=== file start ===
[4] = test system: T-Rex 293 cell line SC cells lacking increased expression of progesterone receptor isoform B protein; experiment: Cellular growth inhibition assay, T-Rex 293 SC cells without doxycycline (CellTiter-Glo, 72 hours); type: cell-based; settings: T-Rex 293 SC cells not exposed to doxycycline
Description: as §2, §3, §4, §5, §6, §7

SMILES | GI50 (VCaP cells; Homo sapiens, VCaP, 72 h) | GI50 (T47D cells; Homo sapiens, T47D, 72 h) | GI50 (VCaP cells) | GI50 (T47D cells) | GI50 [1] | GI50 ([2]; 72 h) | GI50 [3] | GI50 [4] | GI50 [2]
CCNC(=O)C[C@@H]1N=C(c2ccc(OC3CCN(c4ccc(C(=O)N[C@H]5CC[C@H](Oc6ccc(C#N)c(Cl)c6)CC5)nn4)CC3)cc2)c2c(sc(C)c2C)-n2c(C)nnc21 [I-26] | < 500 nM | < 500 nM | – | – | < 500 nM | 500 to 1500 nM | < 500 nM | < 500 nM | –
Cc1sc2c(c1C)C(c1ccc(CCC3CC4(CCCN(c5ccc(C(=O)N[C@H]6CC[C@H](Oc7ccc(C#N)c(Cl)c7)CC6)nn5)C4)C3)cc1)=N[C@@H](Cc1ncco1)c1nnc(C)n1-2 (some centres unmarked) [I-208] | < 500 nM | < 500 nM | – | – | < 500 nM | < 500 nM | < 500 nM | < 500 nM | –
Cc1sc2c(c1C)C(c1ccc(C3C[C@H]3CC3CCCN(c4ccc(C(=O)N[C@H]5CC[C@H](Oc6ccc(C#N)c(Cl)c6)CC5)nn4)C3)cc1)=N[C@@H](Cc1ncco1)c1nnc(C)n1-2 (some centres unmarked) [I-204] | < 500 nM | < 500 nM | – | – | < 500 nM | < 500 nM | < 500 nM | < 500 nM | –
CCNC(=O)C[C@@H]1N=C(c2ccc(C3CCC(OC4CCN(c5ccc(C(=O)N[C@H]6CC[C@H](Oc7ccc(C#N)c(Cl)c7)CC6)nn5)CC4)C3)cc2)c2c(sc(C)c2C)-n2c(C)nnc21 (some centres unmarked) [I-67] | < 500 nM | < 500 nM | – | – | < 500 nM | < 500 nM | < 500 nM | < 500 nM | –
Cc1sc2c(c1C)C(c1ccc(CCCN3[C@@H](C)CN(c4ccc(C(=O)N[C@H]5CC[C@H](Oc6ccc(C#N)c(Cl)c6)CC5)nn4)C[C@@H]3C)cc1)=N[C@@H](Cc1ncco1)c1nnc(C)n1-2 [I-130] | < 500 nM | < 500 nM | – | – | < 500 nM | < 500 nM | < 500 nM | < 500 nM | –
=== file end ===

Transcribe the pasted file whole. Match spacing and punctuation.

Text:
[4] = test system: T-Rex 293 cell line SC cells lacking increased expression of progesterone receptor isoform B protein; experiment: Cellular growth inhibition assay, T-Rex 293 SC cells without doxycycline (CellTiter-Glo, 72 hours); type: cell-based; settings: T-Rex 293 SC cells not exposed to doxycycline
Description: as §2, §3, §4, §5, §6, §7

SMILES | GI50 (VCaP cells; Homo sapiens, VCaP, 72 h) | GI50 (T47D cells; Homo sapiens, T47D, 72 h) | GI50 (VCaP cells) | GI50 (T47D cells) | GI50 [1] | GI50 ([2]; 72 h) | GI50 [3] | GI50 [4] | GI50 [2]
CCNC(=O)C[C@@H]1N=C(c2ccc(OC3CCN(c4ccc(C(=O)N[C@H]5CC[C@H](Oc6ccc(C#N)c(Cl)c6)CC5)nn4)CC3)cc2)c2c(sc(C)c2C)-n2c(C)nnc21 [I-26] | < 500 nM | < 500 nM | – | – | < 500 nM | 500 to 1500 nM | < 500 nM | < 500 nM | –
Cc1sc2c(c1C)C(c1ccc(CCC3CC4(CCCN(c5ccc(C(=O)N[C@H]6CC[C@H](Oc7ccc(C#N)c(Cl)c7)CC6)nn5)C4)C3)cc1)=N[C@@H](Cc1ncco1)c1nnc(C)n1-2 (some centres unmarked) [I-208] | < 500 nM | < 500 nM | – | – | < 500 nM | < 500 nM | < 500 nM | < 500 nM | –
Cc1sc2c(c1C)C(c1ccc(C3C[C@H]3CC3CCCN(c4ccc(C(=O)N[C@H]5CC[C@H](Oc6ccc(C#N)c(Cl)c6)CC5)nn4)C3)cc1)=N[C@@H](Cc1ncco1)c1nnc(C)n1-2 (some centres unmarked) [I-204] | < 500 nM | < 500 nM | – | – | < 500 nM | < 500 nM | < 500 nM | < 500 nM | –
CCNC(=O)C[C@@H]1N=C(c2ccc(C3CCC(OC4CCN(c5ccc(C(=O)N[C@H]6CC[C@H](Oc7ccc(C#N)c(Cl)c7)CC6)nn5)CC4)C3)cc2)c2c(sc(C)c2C)-n2c(C)nnc21 (some centres unmarked) [I-67] | < 500 nM | < 500 nM | – | – | < 500 nM | < 500 nM | < 500 nM | < 500 nM | –
Cc1sc2c(c1C)C(c1ccc(CCCN3[C@@H](C)CN(c4ccc(C(=O)N[C@H]5CC[C@H](Oc6ccc(C#N)c(Cl)c6)CC5)nn4)C[C@@H]3C)cc1)=N[C@@H](Cc1ncco1)c1nnc(C)n1-2 [I-130] | < 500 nM | < 500 nM | – | – | < 500 nM | < 500 nM | < 500 nM | < 500 nM | –